Before Martin Luther King Jr, there was Elizabeth Peratrovich (Tlingit Nation) from Alaska! She was instrumental in passing the FIRST Anti-Discrimination Act (1945) in the USA!
As Grand Camp President of the Alaska Native Sisterhood, Elizabeth provided the crucial testimony that cultivated passage of the Anti Discrimination Bill. It was her response when questioned by the Senate — Will the equal rights bill eliminate discrimination in Alaska? — that split the opposition and allowed the bill to pass.
"Have you eliminated larceny or murder by passing a law against it? No law will eliminate crimes but, at least you as legislators, can assert to the world that you recognize the evil of the present situation and speak your intent to help us overcome discrimination."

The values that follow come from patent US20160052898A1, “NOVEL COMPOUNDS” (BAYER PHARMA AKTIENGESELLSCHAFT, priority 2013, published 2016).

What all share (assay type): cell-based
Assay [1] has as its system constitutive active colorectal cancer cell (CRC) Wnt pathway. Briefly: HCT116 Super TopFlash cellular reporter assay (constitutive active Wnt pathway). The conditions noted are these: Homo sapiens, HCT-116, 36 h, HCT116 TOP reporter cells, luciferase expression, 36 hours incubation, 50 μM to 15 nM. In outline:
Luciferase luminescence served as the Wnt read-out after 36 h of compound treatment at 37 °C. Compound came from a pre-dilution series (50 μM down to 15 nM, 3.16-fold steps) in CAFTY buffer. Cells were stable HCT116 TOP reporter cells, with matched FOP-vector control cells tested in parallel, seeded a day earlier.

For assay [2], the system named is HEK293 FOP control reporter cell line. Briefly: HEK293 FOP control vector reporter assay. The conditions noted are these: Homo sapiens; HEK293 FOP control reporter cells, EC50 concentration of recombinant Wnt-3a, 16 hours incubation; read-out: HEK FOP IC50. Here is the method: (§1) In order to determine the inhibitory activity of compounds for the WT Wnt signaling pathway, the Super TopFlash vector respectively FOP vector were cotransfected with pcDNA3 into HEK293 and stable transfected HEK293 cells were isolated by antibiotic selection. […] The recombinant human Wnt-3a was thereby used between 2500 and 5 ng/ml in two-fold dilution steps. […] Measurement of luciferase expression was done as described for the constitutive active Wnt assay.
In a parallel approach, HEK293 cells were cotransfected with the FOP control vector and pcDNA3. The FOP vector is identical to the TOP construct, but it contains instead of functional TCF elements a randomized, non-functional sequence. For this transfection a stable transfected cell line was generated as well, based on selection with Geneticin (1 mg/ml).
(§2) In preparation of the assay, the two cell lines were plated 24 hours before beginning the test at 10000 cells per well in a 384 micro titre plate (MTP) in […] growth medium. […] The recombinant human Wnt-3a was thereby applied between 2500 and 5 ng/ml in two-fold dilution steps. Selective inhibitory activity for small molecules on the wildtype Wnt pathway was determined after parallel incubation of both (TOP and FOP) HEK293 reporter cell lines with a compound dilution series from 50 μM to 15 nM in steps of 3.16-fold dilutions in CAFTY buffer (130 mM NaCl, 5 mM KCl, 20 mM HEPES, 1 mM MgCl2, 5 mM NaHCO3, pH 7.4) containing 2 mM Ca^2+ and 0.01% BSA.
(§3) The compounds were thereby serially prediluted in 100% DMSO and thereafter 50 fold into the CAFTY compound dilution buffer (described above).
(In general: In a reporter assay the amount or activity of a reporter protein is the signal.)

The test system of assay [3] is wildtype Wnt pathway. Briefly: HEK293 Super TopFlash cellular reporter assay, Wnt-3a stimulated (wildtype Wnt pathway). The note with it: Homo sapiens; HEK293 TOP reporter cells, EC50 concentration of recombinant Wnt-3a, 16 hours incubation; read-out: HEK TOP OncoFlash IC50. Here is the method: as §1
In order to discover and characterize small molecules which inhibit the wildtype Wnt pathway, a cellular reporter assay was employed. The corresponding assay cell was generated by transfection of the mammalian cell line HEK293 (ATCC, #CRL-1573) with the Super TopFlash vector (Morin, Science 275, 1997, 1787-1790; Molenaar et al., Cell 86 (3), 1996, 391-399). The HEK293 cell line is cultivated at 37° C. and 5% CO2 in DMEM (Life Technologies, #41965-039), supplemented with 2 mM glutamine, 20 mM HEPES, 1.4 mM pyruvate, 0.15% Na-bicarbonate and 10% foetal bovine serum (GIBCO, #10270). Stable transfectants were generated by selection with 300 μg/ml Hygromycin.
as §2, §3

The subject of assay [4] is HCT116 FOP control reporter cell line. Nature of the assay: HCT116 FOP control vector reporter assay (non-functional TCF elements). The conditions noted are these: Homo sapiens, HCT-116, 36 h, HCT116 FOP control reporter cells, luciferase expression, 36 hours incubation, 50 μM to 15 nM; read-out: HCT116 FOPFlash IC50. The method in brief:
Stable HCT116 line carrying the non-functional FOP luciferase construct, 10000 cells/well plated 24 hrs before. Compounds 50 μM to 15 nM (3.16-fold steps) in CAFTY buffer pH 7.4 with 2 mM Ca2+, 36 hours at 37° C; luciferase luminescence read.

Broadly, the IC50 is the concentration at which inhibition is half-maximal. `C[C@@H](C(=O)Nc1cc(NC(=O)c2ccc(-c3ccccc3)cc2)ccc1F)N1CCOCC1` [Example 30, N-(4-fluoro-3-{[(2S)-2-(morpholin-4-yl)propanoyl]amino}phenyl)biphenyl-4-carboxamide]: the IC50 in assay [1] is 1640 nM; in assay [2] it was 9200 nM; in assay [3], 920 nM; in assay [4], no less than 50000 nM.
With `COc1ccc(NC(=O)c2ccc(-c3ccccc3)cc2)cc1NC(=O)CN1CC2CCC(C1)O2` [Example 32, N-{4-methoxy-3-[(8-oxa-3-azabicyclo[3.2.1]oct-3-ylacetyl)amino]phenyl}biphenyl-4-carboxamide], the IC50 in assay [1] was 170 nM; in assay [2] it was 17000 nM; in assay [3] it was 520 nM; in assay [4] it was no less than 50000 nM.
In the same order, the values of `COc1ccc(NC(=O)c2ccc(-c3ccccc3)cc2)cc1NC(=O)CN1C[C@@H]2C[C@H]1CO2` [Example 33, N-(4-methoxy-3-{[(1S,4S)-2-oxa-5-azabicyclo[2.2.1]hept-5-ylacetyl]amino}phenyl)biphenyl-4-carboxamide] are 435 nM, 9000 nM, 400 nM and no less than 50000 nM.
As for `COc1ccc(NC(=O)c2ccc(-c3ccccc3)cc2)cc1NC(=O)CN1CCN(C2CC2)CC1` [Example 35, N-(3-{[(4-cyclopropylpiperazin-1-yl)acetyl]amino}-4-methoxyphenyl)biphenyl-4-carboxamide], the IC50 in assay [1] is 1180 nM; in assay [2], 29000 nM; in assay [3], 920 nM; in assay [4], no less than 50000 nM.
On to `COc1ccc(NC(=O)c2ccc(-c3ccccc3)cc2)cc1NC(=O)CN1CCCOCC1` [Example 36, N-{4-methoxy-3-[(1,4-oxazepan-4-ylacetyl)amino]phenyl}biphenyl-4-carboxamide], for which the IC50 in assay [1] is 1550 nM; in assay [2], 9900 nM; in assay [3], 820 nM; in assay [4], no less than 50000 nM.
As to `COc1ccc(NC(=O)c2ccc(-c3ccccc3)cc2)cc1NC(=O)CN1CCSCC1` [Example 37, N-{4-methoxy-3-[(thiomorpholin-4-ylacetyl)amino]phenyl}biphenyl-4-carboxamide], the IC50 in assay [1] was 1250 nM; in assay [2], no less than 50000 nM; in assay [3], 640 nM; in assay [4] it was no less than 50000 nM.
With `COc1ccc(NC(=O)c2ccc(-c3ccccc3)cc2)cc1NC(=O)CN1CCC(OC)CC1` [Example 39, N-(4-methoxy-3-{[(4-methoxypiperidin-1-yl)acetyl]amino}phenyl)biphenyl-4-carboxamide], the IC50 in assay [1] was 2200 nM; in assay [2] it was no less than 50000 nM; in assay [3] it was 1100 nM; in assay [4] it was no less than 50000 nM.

As Elizabeth stepped down from the Senate platform, the galleries and some of the senators gave her a rousing acclaim. The Senate passed the bill 11 to 5. A new era in Alaska’s racial relations had begun. Elizabeth Peratrovich died on December 1, 1958, after a lengthy battle with cancer. She is buried in Evergreen Cemetery in Jeneau.
It was not until many years later that Elizabeth’s efforts to secure equality for all Alaskans won recognition. In 1988, the Alaska Legislature established February 16 as “The Annual Elizabeth Peratrovich Day,” the anniversary of the signing of the Anti-Discrimination Act. Every year since that day, Alaskans pause to remember her, dedicating themselves to the continuation of her efforts to achieve equality and justice for all Alaskans of every race, creed, and ethnic background.